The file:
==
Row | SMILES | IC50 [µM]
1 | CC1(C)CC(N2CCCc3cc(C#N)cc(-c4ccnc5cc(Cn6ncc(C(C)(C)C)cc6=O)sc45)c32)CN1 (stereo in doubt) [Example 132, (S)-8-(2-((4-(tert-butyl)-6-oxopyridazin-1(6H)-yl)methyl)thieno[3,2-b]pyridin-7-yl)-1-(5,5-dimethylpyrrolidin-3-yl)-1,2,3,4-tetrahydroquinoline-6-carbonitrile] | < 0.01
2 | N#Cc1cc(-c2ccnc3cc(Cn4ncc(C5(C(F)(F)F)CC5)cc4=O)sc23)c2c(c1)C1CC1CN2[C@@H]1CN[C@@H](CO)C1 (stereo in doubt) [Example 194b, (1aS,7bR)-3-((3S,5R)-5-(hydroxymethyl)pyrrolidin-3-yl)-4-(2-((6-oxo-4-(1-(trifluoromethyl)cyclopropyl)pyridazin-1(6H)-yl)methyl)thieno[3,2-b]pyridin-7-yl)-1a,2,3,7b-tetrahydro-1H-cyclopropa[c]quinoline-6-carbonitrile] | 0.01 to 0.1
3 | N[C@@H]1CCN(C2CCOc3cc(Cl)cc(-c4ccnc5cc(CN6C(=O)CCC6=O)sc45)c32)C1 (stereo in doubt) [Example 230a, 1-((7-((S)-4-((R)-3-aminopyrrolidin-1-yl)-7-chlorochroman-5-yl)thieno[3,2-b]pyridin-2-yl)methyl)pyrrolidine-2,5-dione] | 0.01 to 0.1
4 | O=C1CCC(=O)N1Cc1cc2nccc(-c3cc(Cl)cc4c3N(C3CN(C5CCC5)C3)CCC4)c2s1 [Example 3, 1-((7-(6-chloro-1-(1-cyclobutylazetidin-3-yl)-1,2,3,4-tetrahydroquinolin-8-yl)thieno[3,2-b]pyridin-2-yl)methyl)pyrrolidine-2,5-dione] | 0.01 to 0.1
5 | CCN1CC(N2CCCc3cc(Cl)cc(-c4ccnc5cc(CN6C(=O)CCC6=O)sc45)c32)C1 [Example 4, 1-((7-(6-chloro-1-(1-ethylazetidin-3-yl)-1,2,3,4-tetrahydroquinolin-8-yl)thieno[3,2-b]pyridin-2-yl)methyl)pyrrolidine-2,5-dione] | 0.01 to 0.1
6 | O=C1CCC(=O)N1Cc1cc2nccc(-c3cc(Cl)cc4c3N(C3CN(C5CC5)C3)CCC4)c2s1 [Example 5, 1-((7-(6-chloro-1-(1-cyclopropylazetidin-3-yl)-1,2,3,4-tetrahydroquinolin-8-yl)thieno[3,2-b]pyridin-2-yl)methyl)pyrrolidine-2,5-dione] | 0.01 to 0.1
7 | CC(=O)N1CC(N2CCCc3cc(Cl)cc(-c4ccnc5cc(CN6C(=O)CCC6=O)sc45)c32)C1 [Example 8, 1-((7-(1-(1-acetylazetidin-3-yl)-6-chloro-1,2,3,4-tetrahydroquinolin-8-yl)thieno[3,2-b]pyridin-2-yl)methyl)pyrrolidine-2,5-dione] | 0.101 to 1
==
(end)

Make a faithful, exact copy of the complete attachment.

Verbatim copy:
Row | SMILES | IC50 [µM]
1 | CC1(C)CC(N2CCCc3cc(C#N)cc(-c4ccnc5cc(Cn6ncc(C(C)(C)C)cc6=O)sc45)c32)CN1 (stereo in doubt) [Example 132, (S)-8-(2-((4-(tert-butyl)-6-oxopyridazin-1(6H)-yl)methyl)thieno[3,2-b]pyridin-7-yl)-1-(5,5-dimethylpyrrolidin-3-yl)-1,2,3,4-tetrahydroquinoline-6-carbonitrile] | < 0.01
2 | N#Cc1cc(-c2ccnc3cc(Cn4ncc(C5(C(F)(F)F)CC5)cc4=O)sc23)c2c(c1)C1CC1CN2[C@@H]1CN[C@@H](CO)C1 (stereo in doubt) [Example 194b, (1aS,7bR)-3-((3S,5R)-5-(hydroxymethyl)pyrrolidin-3-yl)-4-(2-((6-oxo-4-(1-(trifluoromethyl)cyclopropyl)pyridazin-1(6H)-yl)methyl)thieno[3,2-b]pyridin-7-yl)-1a,2,3,7b-tetrahydro-1H-cyclopropa[c]quinoline-6-carbonitrile] | 0.01 to 0.1
3 | N[C@@H]1CCN(C2CCOc3cc(Cl)cc(-c4ccnc5cc(CN6C(=O)CCC6=O)sc45)c32)C1 (stereo in doubt) [Example 230a, 1-((7-((S)-4-((R)-3-aminopyrrolidin-1-yl)-7-chlorochroman-5-yl)thieno[3,2-b]pyridin-2-yl)methyl)pyrrolidine-2,5-dione] | 0.01 to 0.1
4 | O=C1CCC(=O)N1Cc1cc2nccc(-c3cc(Cl)cc4c3N(C3CN(C5CCC5)C3)CCC4)c2s1 [Example 3, 1-((7-(6-chloro-1-(1-cyclobutylazetidin-3-yl)-1,2,3,4-tetrahydroquinolin-8-yl)thieno[3,2-b]pyridin-2-yl)methyl)pyrrolidine-2,5-dione] | 0.01 to 0.1
5 | CCN1CC(N2CCCc3cc(Cl)cc(-c4ccnc5cc(CN6C(=O)CCC6=O)sc45)c32)C1 [Example 4, 1-((7-(6-chloro-1-(1-ethylazetidin-3-yl)-1,2,3,4-tetrahydroquinolin-8-yl)thieno[3,2-b]pyridin-2-yl)methyl)pyrrolidine-2,5-dione] | 0.01 to 0.1
6 | O=C1CCC(=O)N1Cc1cc2nccc(-c3cc(Cl)cc4c3N(C3CN(C5CC5)C3)CCC4)c2s1 [Example 5, 1-((7-(6-chloro-1-(1-cyclopropylazetidin-3-yl)-1,2,3,4-tetrahydroquinolin-8-yl)thieno[3,2-b]pyridin-2-yl)methyl)pyrrolidine-2,5-dione] | 0.01 to 0.1
7 | CC(=O)N1CC(N2CCCc3cc(Cl)cc(-c4ccnc5cc(CN6C(=O)CCC6=O)sc45)c32)C1 [Example 8, 1-((7-(1-(1-acetylazetidin-3-yl)-6-chloro-1,2,3,4-tetrahydroquinolin-8-yl)thieno[3,2-b]pyridin-2-yl)methyl)pyrrolidine-2,5-dione] | 0.101 to 1